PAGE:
HARARE, – Accountancy and professional services firm Deloitte and Touche has raised the red flag after agro-industrial concern Ariston’s liabilities outstripped the company’s assets, signaling viability constraints which the company attributed to a poorly performing economy.
In its audit opinion accompanying the company’s 2014 annual report, Deloitte said the perennial loss-making position of Ariston reflected the company’s weak position.
Chief executive officer Paul Spear however told The Source the company was not beyond salvaging and that its major shareholder had shown commitment to boost its balance sheet, adding that the position was reflective of the general underperformance of companies in general.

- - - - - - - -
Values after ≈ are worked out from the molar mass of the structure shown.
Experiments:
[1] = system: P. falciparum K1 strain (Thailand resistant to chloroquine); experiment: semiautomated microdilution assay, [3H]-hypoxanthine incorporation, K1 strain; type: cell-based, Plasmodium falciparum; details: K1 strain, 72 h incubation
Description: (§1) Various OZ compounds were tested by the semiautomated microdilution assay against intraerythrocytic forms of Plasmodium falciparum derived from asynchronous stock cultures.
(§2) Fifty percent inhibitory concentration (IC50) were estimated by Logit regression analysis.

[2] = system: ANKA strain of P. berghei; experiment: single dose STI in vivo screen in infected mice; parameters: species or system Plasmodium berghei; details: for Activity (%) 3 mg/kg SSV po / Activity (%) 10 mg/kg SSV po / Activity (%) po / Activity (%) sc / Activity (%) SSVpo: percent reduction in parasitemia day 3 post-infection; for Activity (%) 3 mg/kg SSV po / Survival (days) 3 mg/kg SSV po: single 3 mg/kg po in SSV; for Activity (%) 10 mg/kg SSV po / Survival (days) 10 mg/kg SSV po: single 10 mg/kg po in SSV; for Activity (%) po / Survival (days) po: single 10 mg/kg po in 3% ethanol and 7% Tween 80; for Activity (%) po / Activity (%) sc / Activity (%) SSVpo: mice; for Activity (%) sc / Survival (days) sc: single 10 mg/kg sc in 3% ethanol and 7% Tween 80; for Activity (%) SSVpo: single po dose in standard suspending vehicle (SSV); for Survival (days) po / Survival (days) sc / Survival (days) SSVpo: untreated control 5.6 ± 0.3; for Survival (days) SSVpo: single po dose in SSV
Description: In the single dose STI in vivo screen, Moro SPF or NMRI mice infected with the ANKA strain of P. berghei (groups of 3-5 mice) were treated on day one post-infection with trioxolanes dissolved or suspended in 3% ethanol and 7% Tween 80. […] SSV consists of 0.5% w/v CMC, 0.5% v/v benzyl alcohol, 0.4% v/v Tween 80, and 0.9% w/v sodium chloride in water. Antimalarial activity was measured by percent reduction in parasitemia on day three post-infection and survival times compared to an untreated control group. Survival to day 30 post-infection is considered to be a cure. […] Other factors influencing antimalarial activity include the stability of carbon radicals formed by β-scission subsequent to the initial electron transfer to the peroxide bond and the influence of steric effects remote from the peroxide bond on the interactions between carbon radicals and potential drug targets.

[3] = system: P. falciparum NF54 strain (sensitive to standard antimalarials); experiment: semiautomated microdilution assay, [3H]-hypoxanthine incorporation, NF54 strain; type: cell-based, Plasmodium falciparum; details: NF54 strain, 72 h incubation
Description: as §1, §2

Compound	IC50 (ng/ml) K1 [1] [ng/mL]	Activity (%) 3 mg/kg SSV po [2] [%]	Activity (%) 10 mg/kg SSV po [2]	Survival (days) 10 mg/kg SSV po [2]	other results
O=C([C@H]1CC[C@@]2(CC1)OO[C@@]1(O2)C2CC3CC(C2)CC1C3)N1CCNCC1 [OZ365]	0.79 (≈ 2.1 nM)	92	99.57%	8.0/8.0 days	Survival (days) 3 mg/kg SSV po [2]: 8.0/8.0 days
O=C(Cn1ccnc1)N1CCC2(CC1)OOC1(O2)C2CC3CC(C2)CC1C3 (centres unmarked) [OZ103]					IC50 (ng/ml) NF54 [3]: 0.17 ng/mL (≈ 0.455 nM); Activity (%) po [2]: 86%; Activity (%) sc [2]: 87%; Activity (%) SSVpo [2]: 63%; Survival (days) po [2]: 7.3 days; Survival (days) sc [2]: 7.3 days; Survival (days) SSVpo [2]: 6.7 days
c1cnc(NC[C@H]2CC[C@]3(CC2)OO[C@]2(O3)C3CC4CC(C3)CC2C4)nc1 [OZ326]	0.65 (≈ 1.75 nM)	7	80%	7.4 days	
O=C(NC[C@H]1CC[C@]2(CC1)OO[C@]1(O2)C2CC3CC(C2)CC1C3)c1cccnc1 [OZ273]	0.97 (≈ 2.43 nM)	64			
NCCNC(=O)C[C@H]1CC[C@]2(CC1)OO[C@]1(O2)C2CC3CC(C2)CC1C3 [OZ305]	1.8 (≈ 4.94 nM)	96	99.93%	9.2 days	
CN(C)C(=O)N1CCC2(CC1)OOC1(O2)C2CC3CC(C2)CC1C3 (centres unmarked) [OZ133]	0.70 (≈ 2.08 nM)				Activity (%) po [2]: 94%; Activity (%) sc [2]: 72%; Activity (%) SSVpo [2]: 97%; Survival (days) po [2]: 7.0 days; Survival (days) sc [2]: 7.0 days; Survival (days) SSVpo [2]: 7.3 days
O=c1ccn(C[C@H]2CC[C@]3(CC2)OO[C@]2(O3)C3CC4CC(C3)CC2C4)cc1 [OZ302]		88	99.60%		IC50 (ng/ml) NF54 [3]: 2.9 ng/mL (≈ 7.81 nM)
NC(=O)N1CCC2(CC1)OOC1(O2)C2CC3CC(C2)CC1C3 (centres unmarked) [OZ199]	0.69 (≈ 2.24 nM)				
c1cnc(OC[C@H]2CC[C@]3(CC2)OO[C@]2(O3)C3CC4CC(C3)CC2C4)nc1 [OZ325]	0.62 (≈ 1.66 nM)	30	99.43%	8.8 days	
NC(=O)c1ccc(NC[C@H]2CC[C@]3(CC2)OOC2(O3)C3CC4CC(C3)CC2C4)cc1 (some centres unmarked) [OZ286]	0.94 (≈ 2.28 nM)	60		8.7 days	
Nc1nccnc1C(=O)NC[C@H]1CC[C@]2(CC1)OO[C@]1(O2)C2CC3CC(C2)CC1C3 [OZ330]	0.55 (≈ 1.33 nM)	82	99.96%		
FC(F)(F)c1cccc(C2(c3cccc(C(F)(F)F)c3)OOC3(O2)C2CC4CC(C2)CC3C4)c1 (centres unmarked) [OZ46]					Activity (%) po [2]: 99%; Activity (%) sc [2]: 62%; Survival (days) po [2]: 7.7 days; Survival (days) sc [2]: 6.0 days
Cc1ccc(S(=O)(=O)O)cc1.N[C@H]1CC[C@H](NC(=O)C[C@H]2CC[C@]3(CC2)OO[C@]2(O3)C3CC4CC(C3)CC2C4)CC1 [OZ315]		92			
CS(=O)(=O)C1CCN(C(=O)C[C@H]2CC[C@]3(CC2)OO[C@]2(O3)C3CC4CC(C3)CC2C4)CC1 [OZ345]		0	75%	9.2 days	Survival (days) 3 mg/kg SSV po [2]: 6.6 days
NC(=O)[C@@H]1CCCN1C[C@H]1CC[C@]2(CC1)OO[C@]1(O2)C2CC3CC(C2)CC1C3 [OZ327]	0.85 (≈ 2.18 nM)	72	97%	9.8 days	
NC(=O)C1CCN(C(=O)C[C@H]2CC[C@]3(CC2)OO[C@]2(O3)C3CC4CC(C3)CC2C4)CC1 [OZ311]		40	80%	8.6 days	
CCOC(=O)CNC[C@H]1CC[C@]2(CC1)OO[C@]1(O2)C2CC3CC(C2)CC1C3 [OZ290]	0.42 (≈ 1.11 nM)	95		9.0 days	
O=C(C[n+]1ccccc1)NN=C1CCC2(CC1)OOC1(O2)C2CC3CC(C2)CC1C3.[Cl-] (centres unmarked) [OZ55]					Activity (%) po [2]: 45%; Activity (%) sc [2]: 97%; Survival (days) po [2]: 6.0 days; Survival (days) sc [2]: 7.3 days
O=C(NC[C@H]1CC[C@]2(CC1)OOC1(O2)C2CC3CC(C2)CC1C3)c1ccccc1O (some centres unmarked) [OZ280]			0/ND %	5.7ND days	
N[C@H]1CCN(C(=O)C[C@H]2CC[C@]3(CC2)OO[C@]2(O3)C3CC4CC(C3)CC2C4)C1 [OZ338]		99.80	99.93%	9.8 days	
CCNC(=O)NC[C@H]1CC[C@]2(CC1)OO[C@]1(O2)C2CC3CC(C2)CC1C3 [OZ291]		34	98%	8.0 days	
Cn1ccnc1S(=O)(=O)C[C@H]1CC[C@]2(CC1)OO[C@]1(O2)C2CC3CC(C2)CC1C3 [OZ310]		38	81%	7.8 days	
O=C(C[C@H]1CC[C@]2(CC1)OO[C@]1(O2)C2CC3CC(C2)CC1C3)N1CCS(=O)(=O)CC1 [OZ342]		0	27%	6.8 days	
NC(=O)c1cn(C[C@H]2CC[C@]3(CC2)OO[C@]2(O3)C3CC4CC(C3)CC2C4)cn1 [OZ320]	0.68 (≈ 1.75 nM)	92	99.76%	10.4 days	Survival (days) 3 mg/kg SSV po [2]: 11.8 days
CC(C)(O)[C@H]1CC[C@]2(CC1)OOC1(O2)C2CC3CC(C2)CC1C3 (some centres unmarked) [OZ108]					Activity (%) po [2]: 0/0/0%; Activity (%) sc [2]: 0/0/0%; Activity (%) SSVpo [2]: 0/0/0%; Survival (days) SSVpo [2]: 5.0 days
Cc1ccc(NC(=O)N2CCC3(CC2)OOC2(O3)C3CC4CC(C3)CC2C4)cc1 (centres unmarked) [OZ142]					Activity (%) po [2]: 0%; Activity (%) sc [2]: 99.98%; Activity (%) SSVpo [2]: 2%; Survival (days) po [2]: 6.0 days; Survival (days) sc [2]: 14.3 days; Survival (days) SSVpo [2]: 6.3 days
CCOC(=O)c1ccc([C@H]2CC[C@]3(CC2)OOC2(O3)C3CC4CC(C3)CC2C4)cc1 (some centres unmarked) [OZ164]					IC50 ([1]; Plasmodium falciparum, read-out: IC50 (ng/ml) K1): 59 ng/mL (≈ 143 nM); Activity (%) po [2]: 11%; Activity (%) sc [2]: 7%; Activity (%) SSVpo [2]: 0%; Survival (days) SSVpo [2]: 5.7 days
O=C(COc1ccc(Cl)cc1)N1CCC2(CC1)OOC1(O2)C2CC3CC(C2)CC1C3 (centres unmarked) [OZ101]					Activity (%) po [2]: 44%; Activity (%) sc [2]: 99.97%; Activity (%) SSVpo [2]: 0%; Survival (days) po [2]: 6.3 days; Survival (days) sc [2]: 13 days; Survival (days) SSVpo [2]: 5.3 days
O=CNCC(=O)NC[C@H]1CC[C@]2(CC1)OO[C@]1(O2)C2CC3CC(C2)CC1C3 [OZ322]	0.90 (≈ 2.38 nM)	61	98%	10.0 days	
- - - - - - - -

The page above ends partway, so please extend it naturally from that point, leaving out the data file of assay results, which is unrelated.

“As at 30 September 2014, the group had an accumulated loss of $179,712 (2013:$797,076) and as of that date the group’s current liabilities exceeded the current assets by $2,373,360 (2013:$4,297,624,” Deloitte said in an opinion dated December 30.
“These events indicate a material uncertainty that may cast significant doubt on the group’s ability to continue as a going concern and therefore the company may be unable to realize its assets and discharge its liabilities in the normal course of business.”
Spear said the company’s majority shareholder; Chris Conradie had undertaken to recapitalize the company.
“Probably 80 percent of companies in Zimbabwe are technically insolvent and we are one of them. Chris Conradie is our major shareholder and he made a commitment to support the business. With this support we will be out of trouble from a going concern point of view,” Spear said.
He said during the first four months to January, macademia volumes were ahead of target although tea volumes were down due unfavourable global trends. – The Source